The United States has a new energy secretary, Ernest Moniz, who was sworn in May 21 after unanimous Senate confirmation. He told senators a visit to the Hanford Nuclear Reservation would be a top priority, and he is expected to follow through on that pledge within the next few weeks.
No need to tell anyone in Eastern Washington that Moniz has a full, fissionable plate in front of him. Friday’s Department of Energy notices to the states of Washington and Oregon that two cleanup deadlines will be missed merely confirmed the obvious.
Construction of the plant that will encapsulate the most potent nuclear waste in glass has become a nightmare. Work began before engineers had solved – or anticipated – all the challenges of retrieving, separating and processing waste that will remain radioactive for millennia. Meanwhile, some of the 177 tanks containing material that dates to World War II and the Manhattan Project continue to leak, threatening the Columbia River.
Even the composition of some of that material remains a mystery.
And the price tag to complete and operate the plant now runs to more than $100 billion.
Moniz is a nuclear physicist, former undersecretary of energy and co-chair of the Blue Ribbon Commission on America’s Nuclear Future. He gets the problem. But solutions seem as elusive as the “God Particle” considered fundamental to our understanding of the atom.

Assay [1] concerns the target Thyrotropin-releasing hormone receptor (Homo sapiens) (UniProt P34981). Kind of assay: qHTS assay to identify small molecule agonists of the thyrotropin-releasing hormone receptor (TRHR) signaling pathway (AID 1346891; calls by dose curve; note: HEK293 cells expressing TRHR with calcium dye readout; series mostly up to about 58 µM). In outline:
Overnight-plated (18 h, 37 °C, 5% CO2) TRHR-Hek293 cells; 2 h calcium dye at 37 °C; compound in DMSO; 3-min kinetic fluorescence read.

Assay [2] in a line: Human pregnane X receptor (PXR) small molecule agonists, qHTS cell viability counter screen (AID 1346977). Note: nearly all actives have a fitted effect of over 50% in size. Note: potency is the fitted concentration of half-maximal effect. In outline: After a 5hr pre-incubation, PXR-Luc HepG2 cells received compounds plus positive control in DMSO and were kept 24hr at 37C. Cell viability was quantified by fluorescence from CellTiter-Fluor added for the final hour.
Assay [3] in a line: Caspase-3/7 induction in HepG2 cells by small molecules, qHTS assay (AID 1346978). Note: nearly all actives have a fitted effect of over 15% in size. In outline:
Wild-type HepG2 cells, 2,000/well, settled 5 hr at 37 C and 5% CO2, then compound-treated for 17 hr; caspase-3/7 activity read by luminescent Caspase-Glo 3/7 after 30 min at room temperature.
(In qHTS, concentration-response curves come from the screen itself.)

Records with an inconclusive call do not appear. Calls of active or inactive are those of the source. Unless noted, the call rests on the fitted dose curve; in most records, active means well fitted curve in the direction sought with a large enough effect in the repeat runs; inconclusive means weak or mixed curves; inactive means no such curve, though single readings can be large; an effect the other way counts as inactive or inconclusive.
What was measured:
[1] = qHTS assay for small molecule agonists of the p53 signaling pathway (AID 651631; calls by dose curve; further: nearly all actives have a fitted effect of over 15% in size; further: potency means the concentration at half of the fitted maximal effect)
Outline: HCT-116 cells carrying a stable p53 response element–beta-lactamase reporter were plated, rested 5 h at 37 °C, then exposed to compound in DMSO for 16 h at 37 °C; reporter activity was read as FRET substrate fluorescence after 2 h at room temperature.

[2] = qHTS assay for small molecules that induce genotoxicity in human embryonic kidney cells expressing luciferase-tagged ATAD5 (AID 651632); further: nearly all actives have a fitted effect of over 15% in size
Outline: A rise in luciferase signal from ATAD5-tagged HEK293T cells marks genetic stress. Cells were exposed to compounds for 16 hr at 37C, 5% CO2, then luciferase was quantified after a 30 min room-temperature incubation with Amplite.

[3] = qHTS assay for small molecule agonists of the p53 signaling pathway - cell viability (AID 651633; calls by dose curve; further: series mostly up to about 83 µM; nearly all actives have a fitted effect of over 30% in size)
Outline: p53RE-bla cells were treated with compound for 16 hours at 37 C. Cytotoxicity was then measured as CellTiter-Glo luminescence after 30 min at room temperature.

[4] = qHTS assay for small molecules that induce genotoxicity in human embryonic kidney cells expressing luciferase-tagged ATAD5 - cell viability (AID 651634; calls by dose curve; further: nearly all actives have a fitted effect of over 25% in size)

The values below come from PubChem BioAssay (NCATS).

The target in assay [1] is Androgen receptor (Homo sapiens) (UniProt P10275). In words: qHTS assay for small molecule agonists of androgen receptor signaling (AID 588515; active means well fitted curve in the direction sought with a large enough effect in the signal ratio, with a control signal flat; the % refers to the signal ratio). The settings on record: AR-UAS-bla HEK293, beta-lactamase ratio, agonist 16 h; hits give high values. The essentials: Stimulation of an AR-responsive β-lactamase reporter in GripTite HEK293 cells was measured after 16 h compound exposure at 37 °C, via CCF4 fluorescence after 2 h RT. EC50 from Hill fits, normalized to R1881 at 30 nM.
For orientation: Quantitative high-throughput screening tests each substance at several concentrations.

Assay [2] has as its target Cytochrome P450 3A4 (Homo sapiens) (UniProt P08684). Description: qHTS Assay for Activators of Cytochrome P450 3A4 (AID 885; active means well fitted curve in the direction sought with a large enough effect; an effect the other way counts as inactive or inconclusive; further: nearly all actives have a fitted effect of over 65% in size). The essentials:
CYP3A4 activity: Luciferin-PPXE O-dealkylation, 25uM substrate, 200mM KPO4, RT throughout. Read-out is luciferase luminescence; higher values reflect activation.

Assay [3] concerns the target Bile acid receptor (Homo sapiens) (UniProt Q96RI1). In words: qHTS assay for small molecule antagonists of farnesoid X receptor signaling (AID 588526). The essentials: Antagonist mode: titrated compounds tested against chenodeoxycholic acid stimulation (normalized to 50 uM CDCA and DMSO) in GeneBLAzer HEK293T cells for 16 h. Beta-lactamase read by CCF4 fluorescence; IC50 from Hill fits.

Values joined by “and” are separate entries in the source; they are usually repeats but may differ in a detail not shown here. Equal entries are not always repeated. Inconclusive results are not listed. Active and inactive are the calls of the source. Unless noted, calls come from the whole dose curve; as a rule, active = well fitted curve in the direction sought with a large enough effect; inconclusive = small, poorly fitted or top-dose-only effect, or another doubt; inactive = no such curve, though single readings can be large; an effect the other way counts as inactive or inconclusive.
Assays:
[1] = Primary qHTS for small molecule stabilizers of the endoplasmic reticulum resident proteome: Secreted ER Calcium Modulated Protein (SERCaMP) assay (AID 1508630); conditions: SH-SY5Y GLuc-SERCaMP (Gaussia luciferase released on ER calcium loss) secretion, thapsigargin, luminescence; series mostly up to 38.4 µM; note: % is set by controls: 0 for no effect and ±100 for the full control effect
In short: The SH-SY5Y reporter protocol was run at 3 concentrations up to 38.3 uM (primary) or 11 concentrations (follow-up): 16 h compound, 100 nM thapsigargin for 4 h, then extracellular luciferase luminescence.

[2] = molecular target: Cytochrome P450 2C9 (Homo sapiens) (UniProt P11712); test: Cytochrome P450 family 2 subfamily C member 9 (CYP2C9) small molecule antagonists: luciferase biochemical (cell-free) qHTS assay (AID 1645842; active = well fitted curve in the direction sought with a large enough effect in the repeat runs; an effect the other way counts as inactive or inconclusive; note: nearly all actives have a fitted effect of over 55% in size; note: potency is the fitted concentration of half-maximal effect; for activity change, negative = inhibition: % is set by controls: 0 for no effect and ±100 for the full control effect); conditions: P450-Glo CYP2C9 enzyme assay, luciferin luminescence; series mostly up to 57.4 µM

The problems are not limited to Hanford.
The Obama administration in 2009 terminated the permitting of the Yucca Mountain repository where Hanford’s glass logs and other high-level nuclear waste was supposed to be permanently buried. Moniz predecessor Steven Chu talked about using empty salt domes for storage, but no final alternative has been identified.
Nuclear plant operators have put more than $30 billion in a fund for repository construction, and have so far gotten nothing in return.
The state of Washington has sued to get Yucca Mountain back on track. As long as Nevadan Harry Reid remains Senate majority leader, the fight is going to be uphill.
Coincidentally with the notice of Hanford’s problems, a private repository in West Texas has begun to accept low-level nuclear waste. The owner, a major donor to Republicans, is pressing for permits that would allow Waste Control Specialists to store some of the nastier stuff no one else wants. The pliable Texas Legislature has been accommodating.
His money may triumph over physics, but how different is that from the state of affairs in Nevada, where politics prevailed after the federal government spent $12 billion?
At his confirmation hearing, Moniz told senators Chu made Hanford the No. 1 topic of discussion when they met. When he completes his tour of the vast facility, he must return to the other Washington with a sense of urgency about the project’s future, and how much longer its incredible cost overruns can continue.